The haptic feedback and sensor technology can be integrated to make more complex XR devices. Bae and colleagues (article number 2007772) develop a new multimodal sensor with a printed liquid metal circuit and two modes of haptic feedback (vibro-haptic + thermo-haptic) device is demonstrated to deliver temperature and tactile feeling in virtual reality. Majidi and colleagues (article number 2007428) discuss soft materials based on-body devices for wearable sensors and haptic feedback, as well as their current challenges and future perspective.
Robotic research is very closely related to XR technology such as robotic surgery or soft robotic teleoperation. Shepherd and colleagues (article number 2009364) review the recent advances in soft actuators and sensors for application in haptic feedback and sensing for soft robotics in XR application. The interface between machine and user is discussed by Chen and colleagues (article number 2008807) for the fusion of emerging stretchable electronics and machine learning technology and by Cheng and Colleagues (article number 2008347) for nanowire-based soft wearable HMI sensors and haptic feedback systems. Soft actuators for soft robotics are reviewed by Yi and colleagues (article number 2009835) for liquid crystal soft actuators for mixed reality applications and by Liu and colleagues (article number 2007437) for soft multifunctional tensile and torsional actuators.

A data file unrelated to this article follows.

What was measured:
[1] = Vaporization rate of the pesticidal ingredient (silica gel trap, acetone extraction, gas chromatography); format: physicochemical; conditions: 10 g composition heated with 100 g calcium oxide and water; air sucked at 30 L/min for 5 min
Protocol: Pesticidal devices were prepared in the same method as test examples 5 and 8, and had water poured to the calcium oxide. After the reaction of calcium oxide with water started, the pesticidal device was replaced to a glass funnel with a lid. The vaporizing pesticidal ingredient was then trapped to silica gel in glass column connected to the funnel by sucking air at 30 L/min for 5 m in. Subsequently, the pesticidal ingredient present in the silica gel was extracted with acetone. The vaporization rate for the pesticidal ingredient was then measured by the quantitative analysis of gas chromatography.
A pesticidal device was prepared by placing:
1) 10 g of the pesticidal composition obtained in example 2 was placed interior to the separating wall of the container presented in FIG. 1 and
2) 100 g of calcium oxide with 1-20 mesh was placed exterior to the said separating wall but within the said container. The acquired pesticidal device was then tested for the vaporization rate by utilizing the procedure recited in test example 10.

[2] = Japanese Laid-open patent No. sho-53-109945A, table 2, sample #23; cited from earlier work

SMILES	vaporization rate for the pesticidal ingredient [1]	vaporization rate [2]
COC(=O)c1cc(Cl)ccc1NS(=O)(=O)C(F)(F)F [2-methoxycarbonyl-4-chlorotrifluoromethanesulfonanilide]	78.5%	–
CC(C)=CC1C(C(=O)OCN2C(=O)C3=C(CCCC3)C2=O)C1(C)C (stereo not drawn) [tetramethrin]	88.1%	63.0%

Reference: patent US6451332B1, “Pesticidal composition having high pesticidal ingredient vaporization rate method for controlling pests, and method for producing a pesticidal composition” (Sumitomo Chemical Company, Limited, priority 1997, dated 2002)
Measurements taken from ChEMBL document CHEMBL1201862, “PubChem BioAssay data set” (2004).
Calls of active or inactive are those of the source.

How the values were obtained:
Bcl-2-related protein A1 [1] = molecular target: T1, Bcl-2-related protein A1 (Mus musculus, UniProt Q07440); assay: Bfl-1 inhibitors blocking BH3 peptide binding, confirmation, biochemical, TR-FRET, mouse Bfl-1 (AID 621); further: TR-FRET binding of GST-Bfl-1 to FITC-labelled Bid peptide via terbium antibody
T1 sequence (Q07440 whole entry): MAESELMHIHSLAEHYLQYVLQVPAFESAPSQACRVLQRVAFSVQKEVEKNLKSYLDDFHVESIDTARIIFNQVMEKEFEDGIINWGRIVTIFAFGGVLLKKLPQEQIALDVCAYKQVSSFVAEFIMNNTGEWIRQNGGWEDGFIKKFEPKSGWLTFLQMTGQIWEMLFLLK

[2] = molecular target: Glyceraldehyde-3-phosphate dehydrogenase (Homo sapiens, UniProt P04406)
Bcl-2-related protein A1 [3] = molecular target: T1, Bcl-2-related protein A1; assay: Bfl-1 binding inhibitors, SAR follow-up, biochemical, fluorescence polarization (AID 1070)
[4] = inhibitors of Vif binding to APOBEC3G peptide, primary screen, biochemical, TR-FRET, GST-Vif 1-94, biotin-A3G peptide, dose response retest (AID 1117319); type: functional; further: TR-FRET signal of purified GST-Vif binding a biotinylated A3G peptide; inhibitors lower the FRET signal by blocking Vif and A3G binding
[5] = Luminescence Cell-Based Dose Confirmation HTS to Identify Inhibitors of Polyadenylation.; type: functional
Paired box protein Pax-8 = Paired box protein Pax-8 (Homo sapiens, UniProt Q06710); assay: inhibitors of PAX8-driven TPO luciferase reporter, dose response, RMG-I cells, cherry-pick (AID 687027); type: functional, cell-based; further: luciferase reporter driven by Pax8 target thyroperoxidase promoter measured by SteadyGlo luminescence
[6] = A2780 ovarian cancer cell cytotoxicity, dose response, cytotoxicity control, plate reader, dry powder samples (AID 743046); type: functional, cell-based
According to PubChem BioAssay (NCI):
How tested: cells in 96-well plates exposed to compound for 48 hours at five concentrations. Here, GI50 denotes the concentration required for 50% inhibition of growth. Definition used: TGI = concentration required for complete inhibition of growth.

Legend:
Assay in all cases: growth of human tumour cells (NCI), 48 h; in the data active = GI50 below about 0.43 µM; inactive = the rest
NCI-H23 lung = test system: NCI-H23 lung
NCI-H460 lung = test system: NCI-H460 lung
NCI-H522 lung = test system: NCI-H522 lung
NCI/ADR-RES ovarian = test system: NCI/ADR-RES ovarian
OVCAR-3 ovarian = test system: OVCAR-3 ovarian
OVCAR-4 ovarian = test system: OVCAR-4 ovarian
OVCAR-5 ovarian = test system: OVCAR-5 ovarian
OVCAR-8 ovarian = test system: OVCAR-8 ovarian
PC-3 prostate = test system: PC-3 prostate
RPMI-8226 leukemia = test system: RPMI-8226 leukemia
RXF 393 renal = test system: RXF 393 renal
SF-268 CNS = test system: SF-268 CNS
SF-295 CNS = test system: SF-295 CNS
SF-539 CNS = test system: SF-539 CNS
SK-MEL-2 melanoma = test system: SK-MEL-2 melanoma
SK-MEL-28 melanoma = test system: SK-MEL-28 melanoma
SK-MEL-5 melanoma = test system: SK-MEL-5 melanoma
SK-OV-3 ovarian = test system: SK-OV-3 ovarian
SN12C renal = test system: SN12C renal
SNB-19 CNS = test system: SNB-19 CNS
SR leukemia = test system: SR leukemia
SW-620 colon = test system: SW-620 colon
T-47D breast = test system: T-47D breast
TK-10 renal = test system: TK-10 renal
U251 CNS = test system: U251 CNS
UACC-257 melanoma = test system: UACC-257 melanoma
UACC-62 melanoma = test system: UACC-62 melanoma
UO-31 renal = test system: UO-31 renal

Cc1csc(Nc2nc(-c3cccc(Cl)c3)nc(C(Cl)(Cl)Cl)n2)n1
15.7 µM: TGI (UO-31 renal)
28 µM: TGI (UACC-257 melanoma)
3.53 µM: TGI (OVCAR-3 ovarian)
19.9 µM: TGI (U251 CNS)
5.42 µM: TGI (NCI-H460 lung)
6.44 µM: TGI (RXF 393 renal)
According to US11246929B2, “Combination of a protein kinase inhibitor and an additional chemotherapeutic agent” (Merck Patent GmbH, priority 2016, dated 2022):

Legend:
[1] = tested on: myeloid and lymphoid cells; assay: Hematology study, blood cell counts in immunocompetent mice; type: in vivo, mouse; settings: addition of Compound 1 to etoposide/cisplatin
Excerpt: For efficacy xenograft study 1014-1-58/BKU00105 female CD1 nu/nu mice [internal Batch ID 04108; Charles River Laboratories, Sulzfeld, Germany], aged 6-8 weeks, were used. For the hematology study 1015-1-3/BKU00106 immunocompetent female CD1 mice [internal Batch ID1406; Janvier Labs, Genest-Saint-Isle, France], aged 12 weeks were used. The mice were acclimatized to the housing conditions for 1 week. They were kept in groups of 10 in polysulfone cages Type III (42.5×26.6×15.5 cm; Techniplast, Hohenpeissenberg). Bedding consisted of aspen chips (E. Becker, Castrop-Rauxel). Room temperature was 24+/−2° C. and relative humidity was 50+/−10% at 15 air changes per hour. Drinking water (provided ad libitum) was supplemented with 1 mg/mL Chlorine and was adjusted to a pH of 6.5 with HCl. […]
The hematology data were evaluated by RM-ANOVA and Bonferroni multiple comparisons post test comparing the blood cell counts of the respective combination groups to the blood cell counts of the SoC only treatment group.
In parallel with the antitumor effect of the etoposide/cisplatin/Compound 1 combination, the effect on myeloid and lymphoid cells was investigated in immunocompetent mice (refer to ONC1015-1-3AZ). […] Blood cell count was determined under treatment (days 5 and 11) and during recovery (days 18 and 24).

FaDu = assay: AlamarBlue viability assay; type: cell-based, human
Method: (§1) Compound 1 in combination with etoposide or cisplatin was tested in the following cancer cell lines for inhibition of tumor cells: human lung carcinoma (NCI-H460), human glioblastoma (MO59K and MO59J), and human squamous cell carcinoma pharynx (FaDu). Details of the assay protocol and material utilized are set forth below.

Optical components are also important for head mound display. New characteristics of image sensors and displays for developing future XR systems such as transparent or deformable display are discussed (article number 2009281). Lee and colleagues (article number 2104105) present a study on azopolymeric optical Fourier surfaces for AR.
Lastly, three extensive reviews on the material for haptics technology are presented for polymeric material design and chemistry by Lipomi and colleagues (article number 2008375), the current trends in and perspectives for active materials in haptic technology by Kim and colleagues (article number 2008831), and haptic perception, mechanics, and material technologies for VR by Visell and colleagues (article number 2008186).